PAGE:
Within the specifications of the laws of guilt offering and compensation, mentioned in 5:5-10, the topic of confession - "viduy" - comes up (v. 7). This is not the first time we encounter this topic. In fact, we have already examined the term in Parashat Vayikra (Lev. 1-5, e.g. 5:5). Sefer Ha-hinukh sheds further light on this issue: "The verbal confession of guilt provides an indication that the sinner truly believes that all his deeds are revealed and known to the Lord, blessed be He, and he will not deny the omnipresence of the All-seeing. Again, by verbally specifying the sin and regretting it, he will be more careful in the future not to stumble thereon. After he has said with his mouth… he will as a result, become reconciled with His maker. The good God who desires the welfare of His creatures guided them in this path through which they would gain merit."5 Similarly, we read in 1st John: "If we confess our sins, he is faithful and just to forgive us our sins, and to cleanse us from all unrighteousness" (1:9). Hirsh notes that the form of the Hebrew verb "to confess," "hitvadeh," conjugated as it is (in the "hitpa'el" form) “…indicates that the confession consists of man speaking to himself, admonishing his [own] conscience."6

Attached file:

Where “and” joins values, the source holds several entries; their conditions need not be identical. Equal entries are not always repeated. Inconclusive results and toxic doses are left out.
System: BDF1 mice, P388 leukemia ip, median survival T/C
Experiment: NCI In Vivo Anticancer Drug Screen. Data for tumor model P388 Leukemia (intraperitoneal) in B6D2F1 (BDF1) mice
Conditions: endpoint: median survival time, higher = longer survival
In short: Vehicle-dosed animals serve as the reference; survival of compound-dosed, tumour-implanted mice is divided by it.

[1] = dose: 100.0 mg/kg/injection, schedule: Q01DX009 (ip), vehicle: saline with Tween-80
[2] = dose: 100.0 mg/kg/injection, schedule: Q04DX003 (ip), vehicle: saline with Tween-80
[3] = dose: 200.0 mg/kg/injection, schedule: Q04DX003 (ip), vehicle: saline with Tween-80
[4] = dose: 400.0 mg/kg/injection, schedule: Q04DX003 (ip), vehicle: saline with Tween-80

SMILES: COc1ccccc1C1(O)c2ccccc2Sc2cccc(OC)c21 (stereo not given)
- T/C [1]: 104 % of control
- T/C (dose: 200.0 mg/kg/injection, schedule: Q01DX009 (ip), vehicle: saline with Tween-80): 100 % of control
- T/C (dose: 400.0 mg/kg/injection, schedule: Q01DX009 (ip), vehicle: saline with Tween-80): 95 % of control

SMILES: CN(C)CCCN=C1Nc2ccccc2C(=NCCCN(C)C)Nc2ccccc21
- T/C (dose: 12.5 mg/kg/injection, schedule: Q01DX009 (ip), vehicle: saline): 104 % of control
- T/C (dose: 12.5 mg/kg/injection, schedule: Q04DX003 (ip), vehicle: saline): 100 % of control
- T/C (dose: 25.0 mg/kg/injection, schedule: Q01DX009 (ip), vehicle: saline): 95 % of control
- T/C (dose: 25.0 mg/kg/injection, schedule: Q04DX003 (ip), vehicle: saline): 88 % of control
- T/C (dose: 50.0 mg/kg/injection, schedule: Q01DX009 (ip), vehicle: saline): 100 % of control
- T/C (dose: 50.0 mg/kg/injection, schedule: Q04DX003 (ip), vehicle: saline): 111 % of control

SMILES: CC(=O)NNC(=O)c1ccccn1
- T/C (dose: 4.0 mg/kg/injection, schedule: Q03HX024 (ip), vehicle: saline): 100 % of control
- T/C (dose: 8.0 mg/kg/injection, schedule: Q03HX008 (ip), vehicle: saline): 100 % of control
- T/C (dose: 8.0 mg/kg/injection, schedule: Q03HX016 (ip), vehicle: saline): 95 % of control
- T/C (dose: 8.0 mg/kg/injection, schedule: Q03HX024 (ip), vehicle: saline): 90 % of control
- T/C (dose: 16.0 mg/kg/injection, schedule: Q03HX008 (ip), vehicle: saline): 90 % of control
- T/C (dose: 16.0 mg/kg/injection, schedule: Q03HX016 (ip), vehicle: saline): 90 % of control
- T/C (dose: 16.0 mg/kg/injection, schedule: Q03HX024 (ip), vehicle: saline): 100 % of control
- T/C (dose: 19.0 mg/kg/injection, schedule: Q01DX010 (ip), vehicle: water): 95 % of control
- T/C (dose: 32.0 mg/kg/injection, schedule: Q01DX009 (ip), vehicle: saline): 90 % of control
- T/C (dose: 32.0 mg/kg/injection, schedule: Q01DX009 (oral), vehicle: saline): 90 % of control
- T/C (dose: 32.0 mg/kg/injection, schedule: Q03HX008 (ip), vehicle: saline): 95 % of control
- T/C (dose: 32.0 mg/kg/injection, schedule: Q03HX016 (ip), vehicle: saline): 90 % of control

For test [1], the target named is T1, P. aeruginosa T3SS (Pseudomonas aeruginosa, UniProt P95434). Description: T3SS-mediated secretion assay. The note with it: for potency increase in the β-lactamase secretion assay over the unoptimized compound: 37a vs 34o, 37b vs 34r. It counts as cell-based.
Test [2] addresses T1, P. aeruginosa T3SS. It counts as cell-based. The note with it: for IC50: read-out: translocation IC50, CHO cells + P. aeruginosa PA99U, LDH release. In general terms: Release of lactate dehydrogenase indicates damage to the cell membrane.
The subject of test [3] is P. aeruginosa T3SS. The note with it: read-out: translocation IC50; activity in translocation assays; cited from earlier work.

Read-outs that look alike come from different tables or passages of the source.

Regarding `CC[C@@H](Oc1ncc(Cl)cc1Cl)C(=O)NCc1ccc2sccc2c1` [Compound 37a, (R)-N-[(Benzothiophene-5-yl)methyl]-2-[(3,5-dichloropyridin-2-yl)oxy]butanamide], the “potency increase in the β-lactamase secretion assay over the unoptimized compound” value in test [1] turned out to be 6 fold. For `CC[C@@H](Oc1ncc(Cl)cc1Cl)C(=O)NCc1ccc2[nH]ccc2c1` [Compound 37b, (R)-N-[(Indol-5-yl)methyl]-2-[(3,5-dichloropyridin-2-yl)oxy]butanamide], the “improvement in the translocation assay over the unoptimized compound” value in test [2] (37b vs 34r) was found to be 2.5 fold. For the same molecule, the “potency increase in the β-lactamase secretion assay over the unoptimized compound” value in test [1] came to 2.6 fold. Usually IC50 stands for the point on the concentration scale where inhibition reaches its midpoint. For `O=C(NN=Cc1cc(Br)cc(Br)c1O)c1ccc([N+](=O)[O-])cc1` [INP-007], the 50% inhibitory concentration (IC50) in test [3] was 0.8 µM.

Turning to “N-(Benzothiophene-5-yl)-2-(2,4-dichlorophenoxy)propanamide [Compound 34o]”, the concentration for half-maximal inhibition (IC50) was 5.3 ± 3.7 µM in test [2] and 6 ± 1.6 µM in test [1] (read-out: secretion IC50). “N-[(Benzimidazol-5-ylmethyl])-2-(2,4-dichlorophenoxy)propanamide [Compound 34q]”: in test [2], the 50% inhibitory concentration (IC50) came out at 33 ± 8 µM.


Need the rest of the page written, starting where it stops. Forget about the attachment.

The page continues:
Let us conclude by reviewing once again the case of the jealous husband from another angle. When Yeshua came up out of the grave on the first of the week (see John 20:1) He was acting as the fulfillment of the first of the Omer, which was “waved for our acceptance” (see Lev. 23:11).  An omer of barley (i.e. one tenth of an ephah, see Ex. 16:36), was also to be used as an offering by the husband who was overcome by a spirit of jealousy, and so we read in 5:15 “… the man shall bring his wife to the priest. He shall bring the offering required for her, one-tenth of an ephah of barley meal…” (emphasis added). The priest was then to make the woman drink bitter water in order to determine whether she was innocent or not (ref. 5:17,18, 22-24, 27), with the effect of the drink on her body being such that it would disclose her true state. When on the stake, Yeshua was also given a bitter drink (gall mixed with wine), which although He did not actually drink, He did taste (see Matt. 27:34). Thus, Yeshua as the jealous husband (see Ex. 25:5; 34:14; Deut. 6:12-16 etc.), whose wife Israel has gone astray (e.g. Jer. 3:6) has also become the very offering for her sin, the Priest who makes the offering (e.g. Heb. 5:10), and the One who takes upon Himself her transgression, drinking, as it were, the bitter drink in her place.